Jobs summit won't solve jobs crisis.
October 2018 could have gone down in history as the month that South Africa finally tackled its jobs crisis head on. President Ramaphosa held his Jobs Summit and got to appoint a new finance minister. The Medium-Term Budget Policy Statement is still two weeks away and yet it is already clear that our jobs crisis is here to stay.
Quite frankly, the Jobs Summit was “lipstick on a pig”. No matter how much Ramaphosa dresses up his approach to the jobs crisis, it doesn’t change the reality. He is clearly not prepared to take the necessary steps to tackle South Africa’s single biggest problem, our unnaturally, cruelly high unemployment rate. Why? Because ANC unity is a higher priority. Our unemployment level of 37.2% has such horrific social consequences that it could justifiably be called a crime against humanity. But it can only be tackled by facing up to certain ANC-aligned interest groups and rejecting failed ANC ideology. Ramaphosa is not prepared to do that.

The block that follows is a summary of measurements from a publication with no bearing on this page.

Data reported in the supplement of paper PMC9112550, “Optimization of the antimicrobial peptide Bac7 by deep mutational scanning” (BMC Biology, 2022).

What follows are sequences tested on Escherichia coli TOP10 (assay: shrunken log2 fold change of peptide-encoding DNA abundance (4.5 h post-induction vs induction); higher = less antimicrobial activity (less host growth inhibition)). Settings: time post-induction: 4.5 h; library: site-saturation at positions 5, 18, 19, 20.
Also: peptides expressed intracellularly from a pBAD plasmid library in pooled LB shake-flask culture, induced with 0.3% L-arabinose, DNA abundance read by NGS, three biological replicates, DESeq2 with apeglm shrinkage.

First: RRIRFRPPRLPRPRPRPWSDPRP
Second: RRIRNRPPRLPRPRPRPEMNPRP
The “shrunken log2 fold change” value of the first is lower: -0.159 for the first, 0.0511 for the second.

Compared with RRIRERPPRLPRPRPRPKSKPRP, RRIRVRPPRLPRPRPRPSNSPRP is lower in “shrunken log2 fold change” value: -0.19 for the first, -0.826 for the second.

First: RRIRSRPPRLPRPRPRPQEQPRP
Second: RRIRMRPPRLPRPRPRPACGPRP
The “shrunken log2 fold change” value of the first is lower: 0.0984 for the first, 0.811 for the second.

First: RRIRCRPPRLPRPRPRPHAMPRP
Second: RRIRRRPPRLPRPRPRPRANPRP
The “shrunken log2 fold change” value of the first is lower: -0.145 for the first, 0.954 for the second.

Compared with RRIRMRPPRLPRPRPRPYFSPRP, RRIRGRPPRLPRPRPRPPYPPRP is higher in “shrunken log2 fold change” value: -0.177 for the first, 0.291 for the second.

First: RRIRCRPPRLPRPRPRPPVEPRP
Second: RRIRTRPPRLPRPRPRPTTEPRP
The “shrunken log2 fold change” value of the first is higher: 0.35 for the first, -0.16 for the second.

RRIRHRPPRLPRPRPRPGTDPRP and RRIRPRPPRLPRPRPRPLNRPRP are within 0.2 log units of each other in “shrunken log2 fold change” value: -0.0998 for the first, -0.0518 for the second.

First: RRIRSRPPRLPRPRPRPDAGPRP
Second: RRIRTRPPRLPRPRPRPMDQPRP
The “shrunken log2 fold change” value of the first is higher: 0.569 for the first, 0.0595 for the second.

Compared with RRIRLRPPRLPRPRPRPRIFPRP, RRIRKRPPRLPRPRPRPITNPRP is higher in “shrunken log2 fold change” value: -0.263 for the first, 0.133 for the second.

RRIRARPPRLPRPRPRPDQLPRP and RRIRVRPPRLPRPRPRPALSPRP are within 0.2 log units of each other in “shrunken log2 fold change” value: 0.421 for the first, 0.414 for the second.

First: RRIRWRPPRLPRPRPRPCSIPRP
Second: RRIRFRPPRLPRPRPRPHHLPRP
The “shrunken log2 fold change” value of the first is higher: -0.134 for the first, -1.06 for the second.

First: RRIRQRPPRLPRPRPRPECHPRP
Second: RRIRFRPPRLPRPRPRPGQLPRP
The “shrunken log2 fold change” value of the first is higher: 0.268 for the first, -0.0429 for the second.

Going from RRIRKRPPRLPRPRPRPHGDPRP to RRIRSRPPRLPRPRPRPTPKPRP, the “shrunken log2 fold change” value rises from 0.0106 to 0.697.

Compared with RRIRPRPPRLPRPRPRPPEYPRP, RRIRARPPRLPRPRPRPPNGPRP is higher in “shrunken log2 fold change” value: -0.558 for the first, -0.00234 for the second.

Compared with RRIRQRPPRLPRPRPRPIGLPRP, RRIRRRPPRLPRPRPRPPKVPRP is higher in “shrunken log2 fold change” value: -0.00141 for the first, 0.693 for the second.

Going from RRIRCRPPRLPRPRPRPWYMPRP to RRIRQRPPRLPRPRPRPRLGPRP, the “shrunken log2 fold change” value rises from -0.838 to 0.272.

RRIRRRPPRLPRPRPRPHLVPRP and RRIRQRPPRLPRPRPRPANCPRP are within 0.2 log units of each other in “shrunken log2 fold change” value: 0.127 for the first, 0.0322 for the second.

Earlier this year, Ramaphosa said the summit would: "need to take extraordinary measures to create jobs on a scale that we have never before seen in this country". He knows as well as I do that only sweeping systemic changes will turn the tide of unemployment.
Our labour market must be liberalised, with small business exempted from regulation that makes it so difficult and unattractive for them to hire more staff. BEE in its current, corrupt guise, and the Mining Charter, must be scrapped. SADTU’s stranglehold on our basic education system must be released. Eskom must be split up and metros and municipalities allowed to buy power directly from independent power producers. Non-productive SOEs must be sold or shut down. Our bloated public sector wage bill must be reduced to free up resources for spending on essential infrastructure and social services. Tourists must be given 30-day visas on arrival. And an independent National Director of Public Prosecutions must be appointed to start to jail corrupt politicians.